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Out of options and out of credit

August 21st, 2006

Daniel Byman and Kenneth Pollack start a lengthy Washington Post piece by observing

The debate is over: By any definition, Iraq is in a state of civil war.

and their assessment only gets gloomier from there on in, pointing to the disaster as a source of further regional conflict, a recruiting poster and training ground for terrorists, massive flows of refugees and so on. They have essentially nothing positive to suggest except for the observation (for which General Shinseki got fired before the war) that

Considering Iraq’s much larger population, it probably would require 450,000 troops to quash an all-out civil war there. Such an effort would require a commitment of enormous military and economic resources, far in excess of what the United States has already put forth.

Since the commitment of 450 000 troops is even less likely now than it was in 2003, the conclusion is, in effect, that the situation is hopeless.

We’re well past the point where admissions of error will do any good. Still, I’m stunned that Pollack could write

How Iraq got to this point is now an issue for historians (and perhaps for voters in 2008); what matters today is how to move forward

This was so brazen that I thought I must have got him confused with someone else. But no, it’s the same Kenneth Pollack who wrote The Threatening Storm: The Case for Invading Iraq

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  1. Joseph Clark
    August 21st, 2006 at 13:38 | #1

    The debate is over: People who prefix their comments with “the debate is over” are pushing a barrow and should be treated with suspicion.

  2. August 21st, 2006 at 13:44 | #2

    But what does one then do now? Do we have to just let them fight it out or is there some less bloody solution that nobody has put on the table yet?

    It is a pity that there is not a Ctrl-Z in International Relations.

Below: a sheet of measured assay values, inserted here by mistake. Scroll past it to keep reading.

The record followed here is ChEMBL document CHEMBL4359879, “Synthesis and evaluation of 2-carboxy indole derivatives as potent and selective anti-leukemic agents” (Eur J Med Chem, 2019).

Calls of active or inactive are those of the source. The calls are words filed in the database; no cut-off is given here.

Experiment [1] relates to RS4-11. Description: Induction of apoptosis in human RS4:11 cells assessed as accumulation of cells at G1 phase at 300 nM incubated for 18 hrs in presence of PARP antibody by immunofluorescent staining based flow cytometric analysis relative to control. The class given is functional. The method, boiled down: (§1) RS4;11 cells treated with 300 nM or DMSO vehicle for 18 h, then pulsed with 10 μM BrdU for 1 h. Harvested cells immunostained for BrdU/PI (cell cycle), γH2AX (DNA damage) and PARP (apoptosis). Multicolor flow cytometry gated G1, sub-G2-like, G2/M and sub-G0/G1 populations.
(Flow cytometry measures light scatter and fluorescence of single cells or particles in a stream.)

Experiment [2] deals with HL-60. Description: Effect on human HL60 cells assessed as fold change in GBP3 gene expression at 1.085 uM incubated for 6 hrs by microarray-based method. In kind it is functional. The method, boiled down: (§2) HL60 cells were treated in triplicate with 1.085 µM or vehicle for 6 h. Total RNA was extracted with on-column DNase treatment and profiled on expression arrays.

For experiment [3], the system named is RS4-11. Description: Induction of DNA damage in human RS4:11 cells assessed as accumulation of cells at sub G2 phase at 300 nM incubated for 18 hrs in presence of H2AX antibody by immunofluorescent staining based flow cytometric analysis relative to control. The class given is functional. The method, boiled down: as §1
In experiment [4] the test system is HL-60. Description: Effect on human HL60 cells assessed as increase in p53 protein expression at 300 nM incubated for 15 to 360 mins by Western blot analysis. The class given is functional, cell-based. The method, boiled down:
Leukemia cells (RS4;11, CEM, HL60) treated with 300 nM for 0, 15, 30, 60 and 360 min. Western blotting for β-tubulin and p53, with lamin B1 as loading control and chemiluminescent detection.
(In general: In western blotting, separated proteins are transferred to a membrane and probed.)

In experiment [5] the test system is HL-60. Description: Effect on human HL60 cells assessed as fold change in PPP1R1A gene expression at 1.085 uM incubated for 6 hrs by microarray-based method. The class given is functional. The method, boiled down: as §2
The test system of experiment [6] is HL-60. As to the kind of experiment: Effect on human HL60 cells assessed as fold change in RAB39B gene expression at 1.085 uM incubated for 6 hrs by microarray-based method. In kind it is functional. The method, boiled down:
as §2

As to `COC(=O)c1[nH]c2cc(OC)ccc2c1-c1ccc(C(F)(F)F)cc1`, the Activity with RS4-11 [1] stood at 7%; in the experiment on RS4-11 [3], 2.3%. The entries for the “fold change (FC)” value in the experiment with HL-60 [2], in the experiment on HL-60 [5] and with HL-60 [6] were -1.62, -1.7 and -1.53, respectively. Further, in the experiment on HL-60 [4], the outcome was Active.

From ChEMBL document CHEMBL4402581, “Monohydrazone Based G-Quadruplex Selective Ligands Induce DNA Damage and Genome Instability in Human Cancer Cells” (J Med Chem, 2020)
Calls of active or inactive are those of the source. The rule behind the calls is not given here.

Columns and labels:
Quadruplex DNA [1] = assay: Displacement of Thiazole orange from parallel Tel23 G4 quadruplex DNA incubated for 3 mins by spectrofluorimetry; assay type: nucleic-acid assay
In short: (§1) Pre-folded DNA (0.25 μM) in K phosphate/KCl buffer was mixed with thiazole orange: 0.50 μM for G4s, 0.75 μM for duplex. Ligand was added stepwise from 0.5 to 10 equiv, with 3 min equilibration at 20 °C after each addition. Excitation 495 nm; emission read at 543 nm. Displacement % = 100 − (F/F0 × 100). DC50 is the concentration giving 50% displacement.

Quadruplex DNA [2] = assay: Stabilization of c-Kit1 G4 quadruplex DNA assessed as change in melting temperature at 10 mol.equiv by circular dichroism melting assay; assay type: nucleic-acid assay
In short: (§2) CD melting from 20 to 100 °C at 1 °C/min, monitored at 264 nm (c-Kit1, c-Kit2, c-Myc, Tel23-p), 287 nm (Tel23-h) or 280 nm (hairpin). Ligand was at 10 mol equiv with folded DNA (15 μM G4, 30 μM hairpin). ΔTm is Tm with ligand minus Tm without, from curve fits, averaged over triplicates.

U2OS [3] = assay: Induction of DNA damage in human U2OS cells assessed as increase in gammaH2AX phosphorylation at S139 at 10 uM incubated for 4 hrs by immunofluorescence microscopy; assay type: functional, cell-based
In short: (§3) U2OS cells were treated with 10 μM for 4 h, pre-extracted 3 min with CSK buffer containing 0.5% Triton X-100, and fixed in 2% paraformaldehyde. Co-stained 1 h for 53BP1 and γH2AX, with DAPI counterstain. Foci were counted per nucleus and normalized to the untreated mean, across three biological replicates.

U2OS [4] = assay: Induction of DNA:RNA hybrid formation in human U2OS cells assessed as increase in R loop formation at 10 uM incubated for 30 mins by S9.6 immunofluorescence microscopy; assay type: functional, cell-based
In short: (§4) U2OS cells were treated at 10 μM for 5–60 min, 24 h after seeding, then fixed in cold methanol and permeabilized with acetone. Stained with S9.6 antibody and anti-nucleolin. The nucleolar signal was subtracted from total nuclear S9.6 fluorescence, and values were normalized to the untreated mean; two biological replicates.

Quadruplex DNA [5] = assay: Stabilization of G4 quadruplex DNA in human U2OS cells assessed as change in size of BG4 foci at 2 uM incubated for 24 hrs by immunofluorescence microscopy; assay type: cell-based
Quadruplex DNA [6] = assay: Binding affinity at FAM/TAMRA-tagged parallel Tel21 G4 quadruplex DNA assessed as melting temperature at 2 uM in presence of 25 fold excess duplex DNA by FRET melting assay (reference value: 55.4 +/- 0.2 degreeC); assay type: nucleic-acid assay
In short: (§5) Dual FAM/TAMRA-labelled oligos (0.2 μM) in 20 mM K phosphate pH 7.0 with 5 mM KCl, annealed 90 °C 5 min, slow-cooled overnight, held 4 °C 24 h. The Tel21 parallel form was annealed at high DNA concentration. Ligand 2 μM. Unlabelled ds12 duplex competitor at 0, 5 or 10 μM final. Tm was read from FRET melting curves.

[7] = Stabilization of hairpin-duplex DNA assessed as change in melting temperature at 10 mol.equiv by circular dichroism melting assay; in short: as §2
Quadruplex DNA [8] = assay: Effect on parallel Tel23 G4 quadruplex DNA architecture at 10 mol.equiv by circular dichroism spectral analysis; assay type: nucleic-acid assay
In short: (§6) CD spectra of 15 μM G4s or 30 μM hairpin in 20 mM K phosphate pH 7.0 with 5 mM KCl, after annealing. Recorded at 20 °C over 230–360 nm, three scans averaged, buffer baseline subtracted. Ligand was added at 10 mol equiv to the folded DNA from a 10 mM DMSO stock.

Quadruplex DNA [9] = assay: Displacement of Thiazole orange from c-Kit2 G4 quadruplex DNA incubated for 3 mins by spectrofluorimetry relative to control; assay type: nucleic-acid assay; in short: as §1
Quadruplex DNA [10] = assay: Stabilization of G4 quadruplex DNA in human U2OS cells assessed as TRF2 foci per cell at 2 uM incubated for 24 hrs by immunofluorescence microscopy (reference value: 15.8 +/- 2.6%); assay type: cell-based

3. Ernestine Gross
    August 21st, 2006 at 15:02 | #3

    “There comes a point at which even Bush’s platinum-strength levels of denial have to bow to reality. That point may be now. Why else would he be reading Albert Camus’s existentialist masterpiece, The Stranger, in Texas? ”

    Source: http://www.theaustralian.news.com.au/story/0,20867,20192179-2703,00.html

  4. August 21st, 2006 at 20:27 | #4

    Actually, there is a perfectly meaningful definition of “civil war” under which this is not civil war. It’s relevant when you are looking at the political/military aspects, but it has little to do with whether people are getting hurt as though it were that sort of conflict.

    It can be useful to distinguish between revolutions, wars of independence, and civil wars. From a political/military perspective, a revolution is when the matter is settled in hearts and minds so that no, or only token, armed force is needed. A war of independence is when that situation is achieved in the area in question, possibly after applying force in a civil war, but then an outward facing struggle is needed. And a civil war is when there is an unresolved issue of identity and direction that cannot be resolved by abstract argument since there are differing premises, so people resort to conflict to resolve the matter.

    Many wars were misunderstood at the time and so mislabelled, and there is often a continuum. Nevertheless – and regardless of the actual subject matter of, say, a revolutionary movement – it can be useful to abstract things in this way. (As I said, this abstraction has little to do with endemic and chronic levels of violence and suffering.) For Iraq to be in a civil war under this definition, there would have to be fighting directed at the nature of Iraq. At the earliest that can only happen once the occupation ends, just as the Irish troubles were a civil war that could not begin until after the British left.

  5. mitchell porter
    August 21st, 2006 at 21:14 | #5

    Can anyone list some examples of civil wars that occurred during occupations?

  6. jquiggin
    August 21st, 2006 at 21:48 | #6

    Off the top of my head, there’s Yugoslavia during WWII and Angola in the last stages of Portuguese rule. More generally, any situation where the occupier enlists the support of one group to fight against its opponents counts as a kind of civil war.

  7. taust
    August 21st, 2006 at 22:24 | #7